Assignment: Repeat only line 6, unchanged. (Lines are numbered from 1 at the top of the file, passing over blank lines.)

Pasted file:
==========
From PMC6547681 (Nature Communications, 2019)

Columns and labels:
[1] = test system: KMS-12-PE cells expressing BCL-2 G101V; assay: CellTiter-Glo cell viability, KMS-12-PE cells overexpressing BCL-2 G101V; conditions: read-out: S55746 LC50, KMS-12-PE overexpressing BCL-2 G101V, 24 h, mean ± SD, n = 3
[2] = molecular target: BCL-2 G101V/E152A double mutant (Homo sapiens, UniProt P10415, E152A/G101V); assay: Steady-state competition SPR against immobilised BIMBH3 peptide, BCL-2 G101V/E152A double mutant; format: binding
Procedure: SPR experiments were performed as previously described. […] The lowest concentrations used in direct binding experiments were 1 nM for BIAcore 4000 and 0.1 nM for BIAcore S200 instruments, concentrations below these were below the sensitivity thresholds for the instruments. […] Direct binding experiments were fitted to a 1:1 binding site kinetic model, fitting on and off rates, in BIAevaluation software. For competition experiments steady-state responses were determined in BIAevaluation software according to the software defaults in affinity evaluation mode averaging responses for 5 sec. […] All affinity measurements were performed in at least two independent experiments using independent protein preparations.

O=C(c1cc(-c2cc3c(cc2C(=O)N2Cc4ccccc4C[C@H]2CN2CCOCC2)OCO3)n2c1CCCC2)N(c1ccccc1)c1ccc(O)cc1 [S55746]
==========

O=C(c1cc(-c2cc3c(cc2C(=O)N2Cc4ccccc4C[C@H]2CN2CCOCC2)OCO3)n2c1CCCC2)N(c1ccccc1)c1ccc(O)cc1 [S55746]